Agriculture

Deluge of rain not great for dairies; milk cows don't like being wet

The Tulare County Sheriff’s Office is asking for the public’s help to find suspects believed to have shot and killed several cows Dec. 17, 2018 on the side of a road east of Exeter, CA.
The Tulare County Sheriff’s Office is asking for the public’s help to find suspects believed to have shot and killed several cows Dec. 17, 2018 on the side of a road east of Exeter, CA. ezamora@fresnobee.com

A major storm is bearing down on California and dairy industry experts are urging operators to keep cows out of harm’s way.

Heavy rains and localized flooding could contribute to a potential increase in disease, a decline in milk production and storm water runoff.

Michael Payne, a veterinarian and director of the California Dairy Quality Assurance Program, said that while those impacts may be the worst-case scenarios, it pays to be prepared:

▪ Know if your dairy is in flood plain.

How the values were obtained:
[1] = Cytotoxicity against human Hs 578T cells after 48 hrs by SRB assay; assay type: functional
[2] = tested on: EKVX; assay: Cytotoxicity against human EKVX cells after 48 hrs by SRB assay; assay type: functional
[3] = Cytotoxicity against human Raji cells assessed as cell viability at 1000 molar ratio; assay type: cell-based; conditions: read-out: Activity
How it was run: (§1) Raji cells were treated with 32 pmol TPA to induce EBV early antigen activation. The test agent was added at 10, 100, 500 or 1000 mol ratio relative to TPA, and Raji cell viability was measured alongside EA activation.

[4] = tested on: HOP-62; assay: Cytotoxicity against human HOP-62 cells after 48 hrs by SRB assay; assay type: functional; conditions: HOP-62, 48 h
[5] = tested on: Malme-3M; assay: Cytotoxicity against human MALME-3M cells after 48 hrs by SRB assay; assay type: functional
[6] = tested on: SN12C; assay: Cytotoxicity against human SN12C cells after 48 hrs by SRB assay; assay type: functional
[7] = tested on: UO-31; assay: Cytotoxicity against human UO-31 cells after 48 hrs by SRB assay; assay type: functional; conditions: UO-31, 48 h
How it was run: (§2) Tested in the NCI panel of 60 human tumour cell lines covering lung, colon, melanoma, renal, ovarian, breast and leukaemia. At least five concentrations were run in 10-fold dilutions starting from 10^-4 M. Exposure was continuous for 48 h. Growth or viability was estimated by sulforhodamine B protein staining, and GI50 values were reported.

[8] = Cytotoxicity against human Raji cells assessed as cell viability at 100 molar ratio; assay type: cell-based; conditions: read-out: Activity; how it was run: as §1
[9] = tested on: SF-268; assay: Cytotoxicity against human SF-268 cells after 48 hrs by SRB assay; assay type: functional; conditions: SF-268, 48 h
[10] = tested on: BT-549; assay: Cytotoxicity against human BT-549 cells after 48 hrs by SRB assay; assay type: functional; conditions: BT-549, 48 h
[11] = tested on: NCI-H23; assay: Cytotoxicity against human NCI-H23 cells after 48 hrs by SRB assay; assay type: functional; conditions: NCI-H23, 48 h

▪ Monitor the forecast and trusted websites for weather information.

▪ Have a farm disaster plan, including where livestock can be evacuated during a catastrophic situation.

▪ A county Office of Emergency Management or local livestock organizations may be used to coordinate the relocation of livestock.

“We are getting a very large storm coming through,” Payne said. “And it would be prudent for producers to take a look at their risks and make appropriate plans.”

The National Weather Service in Hanford is forecasting a 90 percent chance of heavy rain by midweek. An inch-and-a-half is possible in the Valley, with higher amounts in the foothills and mountains.

For more information about flooding and managing mud check out these resources, Managing Mud on Dairies and Flooding and Livestock Owners.

Robert Rodriguez: 559-441-6327, @FresnoBeeBob

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